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China may end up helping Baloch Freedom War

They named it Operation Zer Pahazag, or Defending the Ocean. The 24-hour gun battle they fought with the Pakistani army at the Pearl Continental Hotel in Gwadar, which ended on May 13, was a strike against the abuse of Balochistan and its mineral wealth, the Baloch Liberation Army (BLA) said. The operation “commenced on the information of the presence of large number of Chinese and local investors at the PC hotel and our aim was to target all the… representatives of exploitative projects and destroy the PC hotel which is a symbol of Baloch exploitation”, a BLA press release said.

It went on to claim that more than 40 soldiers and four BLA commandos were killed when the siege ended in the restive province’s port city. The figures put out by the army were significantly lower — one soldier, four hotel employees and three BLA men dead. The BLA also said it damaged the Gwadar port with rockets and shot down a spy drone.

Beijing is developing a deep-sea port in Gwadar as part of the $60-billion China Pakistan Economic Corridor (CPEC), the centre piece of its so-called Belt and Road Initiative. China and the CPEC project are making things worse for the mineral-rich region, already hugely exploited by Pakistan since its annexation in 1948. To make way for CPEC, villages have been emptied out and people driven out of their land. Military operations against civilians, too, have intensified, worsening the situation.

All this put together may just end up helping — unintentionally — Balochistan’s struggle for freedom, as regional equations change in the face of an expansionist China, says Baloch leader Hyrbyair Marri. The 51-year-old has come out with a ‘Balochistan Liberation Charter’, spelling out his vision and plan for an independent country, also aimed at bringing together disparate Baloch groups.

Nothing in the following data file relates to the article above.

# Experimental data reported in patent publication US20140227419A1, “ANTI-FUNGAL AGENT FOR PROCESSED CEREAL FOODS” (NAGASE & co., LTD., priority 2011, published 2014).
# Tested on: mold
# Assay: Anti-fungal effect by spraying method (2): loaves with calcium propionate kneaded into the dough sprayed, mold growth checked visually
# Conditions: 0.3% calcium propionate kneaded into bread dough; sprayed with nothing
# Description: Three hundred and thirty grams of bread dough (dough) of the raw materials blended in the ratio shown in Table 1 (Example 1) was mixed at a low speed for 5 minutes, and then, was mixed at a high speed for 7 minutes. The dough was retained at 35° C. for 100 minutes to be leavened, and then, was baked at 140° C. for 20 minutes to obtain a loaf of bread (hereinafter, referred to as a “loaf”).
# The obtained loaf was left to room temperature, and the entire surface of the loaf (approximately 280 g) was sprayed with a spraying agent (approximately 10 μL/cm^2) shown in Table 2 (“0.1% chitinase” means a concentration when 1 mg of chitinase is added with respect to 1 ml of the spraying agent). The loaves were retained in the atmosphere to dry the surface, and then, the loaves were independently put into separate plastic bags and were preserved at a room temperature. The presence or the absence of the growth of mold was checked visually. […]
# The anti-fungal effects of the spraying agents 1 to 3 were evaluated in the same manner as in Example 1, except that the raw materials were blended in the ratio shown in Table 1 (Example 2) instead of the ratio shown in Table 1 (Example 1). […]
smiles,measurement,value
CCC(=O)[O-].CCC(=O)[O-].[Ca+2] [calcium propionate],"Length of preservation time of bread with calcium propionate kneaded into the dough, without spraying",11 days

Marri, who is considered a terrorist by Pakistan, is confident that educated youth leading the ‘freedom fighters of Balochistan’ will drive out the ‘occupier’ and their struggle is legitimate.

“International law is very clear on forced annexation. In the post-1945 world, forced annexation is illegal by international law, conventions and UN charter. If a country is occupied and the occupier is engaged in genocide and colonisation, then it is the natural and legal right of the nation to defend its existence,” he told the Firstpost in an email interview. “The Polish resistance fighters fought against Soviet and Nazi fascism when they lost their state. The French, too, fought for their freedom against Nazi Germany. The same concept and principles apply to the Baloch and Balochistan. Any guerrilla fight against a fascist occupier and colonial power is just and legal if the colonised respect the laws of war and conflict,” says Marri.

With the passing of a whole generation of leaders, the Baloch insurgency is seen as weakening. Marri’s charter is an effort to set things on course and mount a united struggle. “Not a constitution but a road map and a contract with the Baloch nation about what kind of future we want. It is also a message for the international community about the goals of Balochistan’s independence struggle,” says Marri, who leads the Free Balochistan Movement.